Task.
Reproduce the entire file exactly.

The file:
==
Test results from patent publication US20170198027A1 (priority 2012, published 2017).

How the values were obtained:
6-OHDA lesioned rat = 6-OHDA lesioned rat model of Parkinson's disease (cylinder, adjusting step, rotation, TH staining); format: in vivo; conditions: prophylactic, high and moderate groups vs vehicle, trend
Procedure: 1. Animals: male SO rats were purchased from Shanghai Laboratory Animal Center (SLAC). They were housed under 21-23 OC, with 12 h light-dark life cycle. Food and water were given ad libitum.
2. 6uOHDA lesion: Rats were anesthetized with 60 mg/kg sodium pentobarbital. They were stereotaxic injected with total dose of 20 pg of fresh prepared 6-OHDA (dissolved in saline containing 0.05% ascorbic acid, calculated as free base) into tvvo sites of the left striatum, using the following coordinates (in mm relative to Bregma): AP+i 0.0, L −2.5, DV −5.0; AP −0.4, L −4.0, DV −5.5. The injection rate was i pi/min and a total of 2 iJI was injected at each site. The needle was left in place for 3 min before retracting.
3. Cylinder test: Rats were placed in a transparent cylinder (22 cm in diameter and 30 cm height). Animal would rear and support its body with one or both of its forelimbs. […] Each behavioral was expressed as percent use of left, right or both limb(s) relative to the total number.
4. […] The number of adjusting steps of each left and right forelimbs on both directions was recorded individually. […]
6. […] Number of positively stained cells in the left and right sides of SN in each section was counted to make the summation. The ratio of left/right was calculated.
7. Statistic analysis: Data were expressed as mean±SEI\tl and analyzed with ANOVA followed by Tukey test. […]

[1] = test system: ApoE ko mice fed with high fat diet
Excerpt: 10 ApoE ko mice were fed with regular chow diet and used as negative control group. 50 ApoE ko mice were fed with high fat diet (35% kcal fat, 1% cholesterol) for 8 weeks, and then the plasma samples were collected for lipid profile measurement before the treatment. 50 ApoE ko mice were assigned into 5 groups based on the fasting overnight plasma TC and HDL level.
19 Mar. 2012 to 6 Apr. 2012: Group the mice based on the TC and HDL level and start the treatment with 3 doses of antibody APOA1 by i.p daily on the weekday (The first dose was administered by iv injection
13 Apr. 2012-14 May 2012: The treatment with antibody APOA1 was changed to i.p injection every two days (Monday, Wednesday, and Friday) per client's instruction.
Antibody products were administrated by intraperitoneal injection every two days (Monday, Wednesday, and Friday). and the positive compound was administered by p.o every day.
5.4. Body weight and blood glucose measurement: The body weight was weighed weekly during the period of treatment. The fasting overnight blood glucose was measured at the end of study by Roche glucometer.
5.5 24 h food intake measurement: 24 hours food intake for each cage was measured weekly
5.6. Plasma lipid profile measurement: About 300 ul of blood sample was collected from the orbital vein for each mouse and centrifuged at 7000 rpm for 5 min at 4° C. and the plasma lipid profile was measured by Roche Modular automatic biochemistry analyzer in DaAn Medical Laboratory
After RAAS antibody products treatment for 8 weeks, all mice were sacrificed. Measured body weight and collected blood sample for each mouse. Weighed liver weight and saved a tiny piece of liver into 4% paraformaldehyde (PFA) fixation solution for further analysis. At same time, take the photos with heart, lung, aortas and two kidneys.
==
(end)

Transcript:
Test results from patent publication US20170198027A1 (priority 2012, published 2017).

How the values were obtained:
6-OHDA lesioned rat = 6-OHDA lesioned rat model of Parkinson's disease (cylinder, adjusting step, rotation, TH staining); format: in vivo; conditions: prophylactic, high and moderate groups vs vehicle, trend
Procedure: 1. Animals: male SO rats were purchased from Shanghai Laboratory Animal Center (SLAC). They were housed under 21-23 OC, with 12 h light-dark life cycle. Food and water were given ad libitum.
2. 6uOHDA lesion: Rats were anesthetized with 60 mg/kg sodium pentobarbital. They were stereotaxic injected with total dose of 20 pg of fresh prepared 6-OHDA (dissolved in saline containing 0.05% ascorbic acid, calculated as free base) into tvvo sites of the left striatum, using the following coordinates (in mm relative to Bregma): AP+i 0.0, L −2.5, DV −5.0; AP −0.4, L −4.0, DV −5.5. The injection rate was i pi/min and a total of 2 iJI was injected at each site. The needle was left in place for 3 min before retracting.
3. Cylinder test: Rats were placed in a transparent cylinder (22 cm in diameter and 30 cm height). Animal would rear and support its body with one or both of its forelimbs. […] Each behavioral was expressed as percent use of left, right or both limb(s) relative to the total number.
4. […] The number of adjusting steps of each left and right forelimbs on both directions was recorded individually. […]
6. […] Number of positively stained cells in the left and right sides of SN in each section was counted to make the summation. The ratio of left/right was calculated.
7. Statistic analysis: Data were expressed as mean±SEI\tl and analyzed with ANOVA followed by Tukey test. […]

[1] = test system: ApoE ko mice fed with high fat diet
Excerpt: 10 ApoE ko mice were fed with regular chow diet and used as negative control group. 50 ApoE ko mice were fed with high fat diet (35% kcal fat, 1% cholesterol) for 8 weeks, and then the plasma samples were collected for lipid profile measurement before the treatment. 50 ApoE ko mice were assigned into 5 groups based on the fasting overnight plasma TC and HDL level.
19 Mar. 2012 to 6 Apr. 2012: Group the mice based on the TC and HDL level and start the treatment with 3 doses of antibody APOA1 by i.p daily on the weekday (The first dose was administered by iv injection
13 Apr. 2012-14 May 2012: The treatment with antibody APOA1 was changed to i.p injection every two days (Monday, Wednesday, and Friday) per client's instruction.
Antibody products were administrated by intraperitoneal injection every two days (Monday, Wednesday, and Friday). and the positive compound was administered by p.o every day.
5.4. Body weight and blood glucose measurement: The body weight was weighed weekly during the period of treatment. The fasting overnight blood glucose was measured at the end of study by Roche glucometer.
5.5 24 h food intake measurement: 24 hours food intake for each cage was measured weekly
5.6. Plasma lipid profile measurement: About 300 ul of blood sample was collected from the orbital vein for each mouse and centrifuged at 7000 rpm for 5 min at 4° C. and the plasma lipid profile was measured by Roche Modular automatic biochemistry analyzer in DaAn Medical Laboratory
After RAAS antibody products treatment for 8 weeks, all mice were sacrificed. Measured body weight and collected blood sample for each mouse. Weighed liver weight and saved a tiny piece of liver into 4% paraformaldehyde (PFA) fixation solution for further analysis. At same time, take the photos with heart, lung, aortas and two kidneys.